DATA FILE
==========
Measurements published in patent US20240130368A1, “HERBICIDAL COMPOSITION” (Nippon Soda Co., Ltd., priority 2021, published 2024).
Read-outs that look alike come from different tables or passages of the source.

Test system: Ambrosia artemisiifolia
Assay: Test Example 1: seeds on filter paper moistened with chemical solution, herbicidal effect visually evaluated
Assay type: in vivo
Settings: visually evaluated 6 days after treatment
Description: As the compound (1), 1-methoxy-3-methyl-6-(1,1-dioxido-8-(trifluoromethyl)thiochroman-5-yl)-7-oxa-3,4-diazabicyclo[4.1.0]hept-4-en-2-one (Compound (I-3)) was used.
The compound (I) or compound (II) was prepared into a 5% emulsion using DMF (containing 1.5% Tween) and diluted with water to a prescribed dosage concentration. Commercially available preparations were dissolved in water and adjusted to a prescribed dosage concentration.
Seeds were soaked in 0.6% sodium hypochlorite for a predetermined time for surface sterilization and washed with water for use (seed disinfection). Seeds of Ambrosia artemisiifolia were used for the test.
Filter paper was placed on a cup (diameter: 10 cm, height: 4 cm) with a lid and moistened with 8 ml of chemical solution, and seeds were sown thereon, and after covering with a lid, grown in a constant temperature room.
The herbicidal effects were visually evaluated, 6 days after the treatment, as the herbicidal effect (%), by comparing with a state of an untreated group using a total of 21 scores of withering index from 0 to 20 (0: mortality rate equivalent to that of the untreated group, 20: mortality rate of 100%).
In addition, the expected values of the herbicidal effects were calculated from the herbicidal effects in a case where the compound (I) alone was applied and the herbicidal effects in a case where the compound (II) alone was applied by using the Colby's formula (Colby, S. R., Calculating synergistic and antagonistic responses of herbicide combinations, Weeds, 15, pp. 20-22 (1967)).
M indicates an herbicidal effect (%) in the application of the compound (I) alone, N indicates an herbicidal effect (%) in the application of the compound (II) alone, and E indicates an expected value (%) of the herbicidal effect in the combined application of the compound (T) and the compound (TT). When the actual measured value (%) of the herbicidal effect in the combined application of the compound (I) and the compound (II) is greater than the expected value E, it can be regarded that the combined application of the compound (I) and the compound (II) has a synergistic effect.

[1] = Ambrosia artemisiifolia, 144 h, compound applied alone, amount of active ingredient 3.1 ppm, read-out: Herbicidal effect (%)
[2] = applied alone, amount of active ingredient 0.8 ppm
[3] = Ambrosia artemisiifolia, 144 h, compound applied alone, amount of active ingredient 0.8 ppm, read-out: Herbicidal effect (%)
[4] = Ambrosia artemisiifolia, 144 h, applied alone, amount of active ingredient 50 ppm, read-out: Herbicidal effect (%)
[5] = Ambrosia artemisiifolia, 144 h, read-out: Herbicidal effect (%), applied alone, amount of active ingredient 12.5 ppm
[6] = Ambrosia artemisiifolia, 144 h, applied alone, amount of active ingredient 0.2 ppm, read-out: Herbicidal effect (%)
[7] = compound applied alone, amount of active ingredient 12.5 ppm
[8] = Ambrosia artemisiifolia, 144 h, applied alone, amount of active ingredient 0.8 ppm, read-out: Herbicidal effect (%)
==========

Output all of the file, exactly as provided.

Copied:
Measurements published in patent US20240130368A1, “HERBICIDAL COMPOSITION” (Nippon Soda Co., Ltd., priority 2021, published 2024).
Read-outs that look alike come from different tables or passages of the source.

Test system: Ambrosia artemisiifolia
Assay: Test Example 1: seeds on filter paper moistened with chemical solution, herbicidal effect visually evaluated
Assay type: in vivo
Settings: visually evaluated 6 days after treatment
Description: As the compound (1), 1-methoxy-3-methyl-6-(1,1-dioxido-8-(trifluoromethyl)thiochroman-5-yl)-7-oxa-3,4-diazabicyclo[4.1.0]hept-4-en-2-one (Compound (I-3)) was used.
The compound (I) or compound (II) was prepared into a 5% emulsion using DMF (containing 1.5% Tween) and diluted with water to a prescribed dosage concentration. Commercially available preparations were dissolved in water and adjusted to a prescribed dosage concentration.
Seeds were soaked in 0.6% sodium hypochlorite for a predetermined time for surface sterilization and washed with water for use (seed disinfection). Seeds of Ambrosia artemisiifolia were used for the test.
Filter paper was placed on a cup (diameter: 10 cm, height: 4 cm) with a lid and moistened with 8 ml of chemical solution, and seeds were sown thereon, and after covering with a lid, grown in a constant temperature room.
The herbicidal effects were visually evaluated, 6 days after the treatment, as the herbicidal effect (%), by comparing with a state of an untreated group using a total of 21 scores of withering index from 0 to 20 (0: mortality rate equivalent to that of the untreated group, 20: mortality rate of 100%).
In addition, the expected values of the herbicidal effects were calculated from the herbicidal effects in a case where the compound (I) alone was applied and the herbicidal effects in a case where the compound (II) alone was applied by using the Colby's formula (Colby, S. R., Calculating synergistic and antagonistic responses of herbicide combinations, Weeds, 15, pp. 20-22 (1967)).
M indicates an herbicidal effect (%) in the application of the compound (I) alone, N indicates an herbicidal effect (%) in the application of the compound (II) alone, and E indicates an expected value (%) of the herbicidal effect in the combined application of the compound (T) and the compound (TT). When the actual measured value (%) of the herbicidal effect in the combined application of the compound (I) and the compound (II) is greater than the expected value E, it can be regarded that the combined application of the compound (I) and the compound (II) has a synergistic effect.

[1] = Ambrosia artemisiifolia, 144 h, compound applied alone, amount of active ingredient 3.1 ppm, read-out: Herbicidal effect (%)
[2] = applied alone, amount of active ingredient 0.8 ppm
[3] = Ambrosia artemisiifolia, 144 h, compound applied alone, amount of active ingredient 0.8 ppm, read-out: Herbicidal effect (%)
[4] = Ambrosia artemisiifolia, 144 h, applied alone, amount of active ingredient 50 ppm, read-out: Herbicidal effect (%)
[5] = Ambrosia artemisiifolia, 144 h, read-out: Herbicidal effect (%), applied alone, amount of active ingredient 12.5 ppm
[6] = Ambrosia artemisiifolia, 144 h, applied alone, amount of active ingredient 0.2 ppm, read-out: Herbicidal effect (%)
[7] = compound applied alone, amount of active ingredient 12.5 ppm
[8] = Ambrosia artemisiifolia, 144 h, applied alone, amount of active ingredient 0.8 ppm, read-out: Herbicidal effect (%)